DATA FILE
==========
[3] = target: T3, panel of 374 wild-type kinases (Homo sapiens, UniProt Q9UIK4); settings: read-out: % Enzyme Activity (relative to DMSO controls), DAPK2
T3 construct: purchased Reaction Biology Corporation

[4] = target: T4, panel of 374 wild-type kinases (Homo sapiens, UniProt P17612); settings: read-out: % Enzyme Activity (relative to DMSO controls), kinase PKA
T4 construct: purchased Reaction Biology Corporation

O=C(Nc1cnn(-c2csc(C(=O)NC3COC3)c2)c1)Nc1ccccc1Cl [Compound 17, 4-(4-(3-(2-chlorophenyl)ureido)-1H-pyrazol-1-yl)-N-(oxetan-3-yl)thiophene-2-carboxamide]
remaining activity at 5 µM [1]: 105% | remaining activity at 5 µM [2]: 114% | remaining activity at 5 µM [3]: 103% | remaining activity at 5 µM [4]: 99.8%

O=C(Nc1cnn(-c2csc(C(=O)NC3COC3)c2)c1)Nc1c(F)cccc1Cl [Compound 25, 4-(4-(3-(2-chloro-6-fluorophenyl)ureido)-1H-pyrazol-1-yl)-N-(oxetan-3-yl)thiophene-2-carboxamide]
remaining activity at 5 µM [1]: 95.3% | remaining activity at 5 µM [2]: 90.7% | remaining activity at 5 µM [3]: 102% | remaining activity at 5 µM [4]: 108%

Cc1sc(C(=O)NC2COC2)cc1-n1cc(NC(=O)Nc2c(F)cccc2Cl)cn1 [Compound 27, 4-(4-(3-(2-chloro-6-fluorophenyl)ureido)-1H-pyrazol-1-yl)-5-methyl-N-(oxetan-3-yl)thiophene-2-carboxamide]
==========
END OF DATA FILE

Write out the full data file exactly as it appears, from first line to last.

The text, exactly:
[3] = target: T3, panel of 374 wild-type kinases (Homo sapiens, UniProt Q9UIK4); settings: read-out: % Enzyme Activity (relative to DMSO controls), DAPK2
T3 construct: purchased Reaction Biology Corporation

[4] = target: T4, panel of 374 wild-type kinases (Homo sapiens, UniProt P17612); settings: read-out: % Enzyme Activity (relative to DMSO controls), kinase PKA
T4 construct: purchased Reaction Biology Corporation

O=C(Nc1cnn(-c2csc(C(=O)NC3COC3)c2)c1)Nc1ccccc1Cl [Compound 17, 4-(4-(3-(2-chlorophenyl)ureido)-1H-pyrazol-1-yl)-N-(oxetan-3-yl)thiophene-2-carboxamide]
remaining activity at 5 µM [1]: 105% | remaining activity at 5 µM [2]: 114% | remaining activity at 5 µM [3]: 103% | remaining activity at 5 µM [4]: 99.8%

O=C(Nc1cnn(-c2csc(C(=O)NC3COC3)c2)c1)Nc1c(F)cccc1Cl [Compound 25, 4-(4-(3-(2-chloro-6-fluorophenyl)ureido)-1H-pyrazol-1-yl)-N-(oxetan-3-yl)thiophene-2-carboxamide]
remaining activity at 5 µM [1]: 95.3% | remaining activity at 5 µM [2]: 90.7% | remaining activity at 5 µM [3]: 102% | remaining activity at 5 µM [4]: 108%

Cc1sc(C(=O)NC2COC2)cc1-n1cc(NC(=O)Nc2c(F)cccc2Cl)cn1 [Compound 27, 4-(4-(3-(2-chloro-6-fluorophenyl)ureido)-1H-pyrazol-1-yl)-5-methyl-N-(oxetan-3-yl)thiophene-2-carboxamide]